Perhaps the best news for the Pacific comes from the coast of Scotland, where the first floating platform offshore wind farm is up and running. That wind farm is proving to be remarkably energy efficient, using up to 65% of its capacity factor, which is far better than land-based gas and coal power, according to Greentech Media. Capacity factor estimates a powerplant’s output as a percentage of its theoretical full energy output.
With the cost of developing offshore wind farms falling rapidly and floating platforms showing promise, power from the Pacific might be closer to reality than many observers suspect.
A wind farm project in the works near our home base in Cleveland will test the viability of the Great Lakes, which have ample wind, high population densities, and relatively shallow water.
The Icebreaker project plans to deploy six turbines in Lake Erie about 8-10 miles northwest of Cleveland. Supporters hope this pilot project becomes a catalyst for further development throughout the Great Lakes.
Offshore wind is coming to U.S. shores
Many coastal states have ambitious renewable-energy goals that will require the development offshore wind because there’s only so much they can do with solar, land-based wind, and biofuels. Fortunately, they can benefit from decades of European experience in offshore wind combined with steep declines in development costs.
U.S. wind projects also raise the prospect of bringing good-paying jobs and economic development to communities that need a boost after declines in their manufacturing base.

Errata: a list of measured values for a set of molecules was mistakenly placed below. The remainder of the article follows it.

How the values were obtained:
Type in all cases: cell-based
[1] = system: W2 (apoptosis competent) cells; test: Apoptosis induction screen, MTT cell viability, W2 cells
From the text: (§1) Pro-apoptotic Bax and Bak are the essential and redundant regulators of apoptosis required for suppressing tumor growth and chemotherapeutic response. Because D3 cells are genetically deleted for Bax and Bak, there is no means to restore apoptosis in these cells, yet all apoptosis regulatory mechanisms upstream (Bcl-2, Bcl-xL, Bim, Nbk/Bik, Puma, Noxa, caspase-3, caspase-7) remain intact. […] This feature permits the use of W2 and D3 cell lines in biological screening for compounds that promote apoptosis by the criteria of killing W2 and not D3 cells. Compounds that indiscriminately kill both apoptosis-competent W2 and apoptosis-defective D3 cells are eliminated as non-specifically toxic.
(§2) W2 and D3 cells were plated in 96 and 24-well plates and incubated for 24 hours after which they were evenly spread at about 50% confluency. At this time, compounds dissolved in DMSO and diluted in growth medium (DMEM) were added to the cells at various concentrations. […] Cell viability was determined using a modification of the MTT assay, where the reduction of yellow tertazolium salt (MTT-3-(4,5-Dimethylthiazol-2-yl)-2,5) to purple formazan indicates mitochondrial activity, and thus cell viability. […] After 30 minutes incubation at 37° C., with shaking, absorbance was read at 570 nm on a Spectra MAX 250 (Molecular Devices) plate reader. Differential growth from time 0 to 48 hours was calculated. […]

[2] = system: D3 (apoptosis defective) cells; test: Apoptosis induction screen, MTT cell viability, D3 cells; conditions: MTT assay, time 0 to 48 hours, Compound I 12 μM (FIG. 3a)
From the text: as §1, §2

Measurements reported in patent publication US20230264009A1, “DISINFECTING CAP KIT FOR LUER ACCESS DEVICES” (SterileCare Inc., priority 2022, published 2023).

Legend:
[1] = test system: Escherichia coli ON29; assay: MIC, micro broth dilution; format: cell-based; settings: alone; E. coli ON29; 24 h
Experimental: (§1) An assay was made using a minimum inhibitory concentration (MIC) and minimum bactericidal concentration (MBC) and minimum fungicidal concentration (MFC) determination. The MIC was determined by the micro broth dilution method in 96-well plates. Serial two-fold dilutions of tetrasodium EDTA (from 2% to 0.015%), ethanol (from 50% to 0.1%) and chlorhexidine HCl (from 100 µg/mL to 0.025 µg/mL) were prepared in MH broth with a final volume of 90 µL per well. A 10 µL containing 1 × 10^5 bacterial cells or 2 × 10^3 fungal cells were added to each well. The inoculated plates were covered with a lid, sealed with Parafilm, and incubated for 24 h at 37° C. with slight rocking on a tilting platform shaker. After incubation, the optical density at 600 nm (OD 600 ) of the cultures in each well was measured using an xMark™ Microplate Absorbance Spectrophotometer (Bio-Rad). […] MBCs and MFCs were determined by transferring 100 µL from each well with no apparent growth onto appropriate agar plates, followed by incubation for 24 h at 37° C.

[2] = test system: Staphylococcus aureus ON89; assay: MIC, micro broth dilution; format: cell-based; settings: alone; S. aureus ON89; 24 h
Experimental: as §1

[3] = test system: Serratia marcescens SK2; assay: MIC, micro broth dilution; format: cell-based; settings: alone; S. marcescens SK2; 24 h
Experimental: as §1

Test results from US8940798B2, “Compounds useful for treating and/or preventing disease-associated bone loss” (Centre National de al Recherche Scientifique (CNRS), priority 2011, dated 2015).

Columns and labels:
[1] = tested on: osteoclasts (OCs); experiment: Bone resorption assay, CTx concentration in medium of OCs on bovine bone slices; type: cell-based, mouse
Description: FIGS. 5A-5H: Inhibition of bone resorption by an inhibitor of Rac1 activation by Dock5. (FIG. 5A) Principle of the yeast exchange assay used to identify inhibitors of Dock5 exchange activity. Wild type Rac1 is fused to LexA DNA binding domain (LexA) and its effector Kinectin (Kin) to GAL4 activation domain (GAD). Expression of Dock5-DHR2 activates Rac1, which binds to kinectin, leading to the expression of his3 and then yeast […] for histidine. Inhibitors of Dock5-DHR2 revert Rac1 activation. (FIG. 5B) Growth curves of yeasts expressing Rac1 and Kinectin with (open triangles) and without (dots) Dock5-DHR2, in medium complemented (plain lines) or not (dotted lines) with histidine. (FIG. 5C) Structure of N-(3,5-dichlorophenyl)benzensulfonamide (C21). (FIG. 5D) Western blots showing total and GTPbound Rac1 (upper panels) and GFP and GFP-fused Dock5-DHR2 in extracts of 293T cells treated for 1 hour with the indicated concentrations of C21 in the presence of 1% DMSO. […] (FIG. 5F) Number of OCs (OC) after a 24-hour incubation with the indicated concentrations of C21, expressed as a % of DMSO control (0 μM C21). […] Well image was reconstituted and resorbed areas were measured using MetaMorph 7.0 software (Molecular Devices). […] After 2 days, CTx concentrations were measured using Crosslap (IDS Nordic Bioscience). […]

As a manufacturer of premium cable accessories for offshore wind and other marine-energy projects, PMI is doing its part to support the industry and help reduce our reliance on fossil fuels. We believe the United States is ready for offshore wind, and judging from the volume of new projects in the pipeline, we’re not alone in that assessment.
The challenges of developing practical, economical offshore wind power are pushing engineers and entrepreneurs to new heights — and depths — of ingenuity.
We’ve talked about the pitfalls and potential of offshore wind and other marine renewables for years in our Ocean Engineering Blog. We’ve noted that it’ll never be easy to build technologies that must be submerged in corrosive, turbulent subsea environments. And marine-renewables will remain a tough sell as long as oil prices stay low.
But these challenges haven’t stifled innovation in the ocean-renewables sector, especially offshore wind. Here’s a look at some of the encouraging news we’re seeing:
Autonomous underwater and remote-operated vehicles (AUVs, ROVs)
The cost of deploying ships and divers to inspect, maintain, and repair cables and other subsea components has been a costly drag on offshore wind farms for decades. Widespread adoption of versatile, low-operating-cost AUVs and ROVs can reduce those costs substantially.
As we learned at Subsea Expo 2018 in Aberdeen, Scotland, companies developing advanced AUVs and ROVs are adding new capabilities that, for instance, add a cutting tool to an inspection AUV. Another promising development is underwater charging stations that allow subsea vehicles to roam free without cables. Instead, the stations themselves have cable connections to power sources.
Larger, more powerful turbines